Vawnita spent 90 days at Scottsdale Providence Recovery Center, a mental health facility in Arizona where she learned through group and one-on-one counseling. She spent her time recovering and learning about mental illness and what mental wellness would look like upon her return to her family and ranch.
“There was a continual focus on gratitude at SPRC and living your best life through a grateful mindset,” said Vawnita.
Vawnita had considered herself alone in her mental health journey and recovery, but people reached out to her about their own journeys when she returned home.
“I cannot express how much the support of others, sharing their struggles, their bravery and willingness to share their stories helped ease the shame I had for my struggles,” she said.
“I still think about how my family was impacted by my response to depression. Kyle told me just the other day that he pays special attention in mental health class after my struggle. We didn’t have mental health class in school during the farm crisis of the 1980s. I’m thankful mental well being and mental health resources are included in school curriculum today.”
While Vawnita sees more openness to mental health struggles as a step in the right direction, she also sees room for improvement.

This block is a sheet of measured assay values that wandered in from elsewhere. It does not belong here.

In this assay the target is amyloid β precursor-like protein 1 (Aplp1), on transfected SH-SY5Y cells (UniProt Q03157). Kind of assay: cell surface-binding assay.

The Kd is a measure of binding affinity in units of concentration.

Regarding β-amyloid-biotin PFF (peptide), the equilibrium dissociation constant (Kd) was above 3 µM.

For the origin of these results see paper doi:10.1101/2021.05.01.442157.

“Our places of worship would benefit from a better understanding of mental health and integrated service approaches. Last year, a regional mental health summit was hosted in Watford City. More opportunities like this will continue to normalize mental illness and increase services that promote mental wellness in rural North Dakota,” she said.
No matter our location or circumstances, let’s normalize mental wellness. Talk about it after reading Vawnita’s words today. Share your experience. Schedule the appointment. Seek the referral. Come alongside your loved one who needs you in their mental health journey.
Pinke is the publisher and general manager of Agweek. She can be reached at email@example.com, or connect with her on Twitter @katpinke.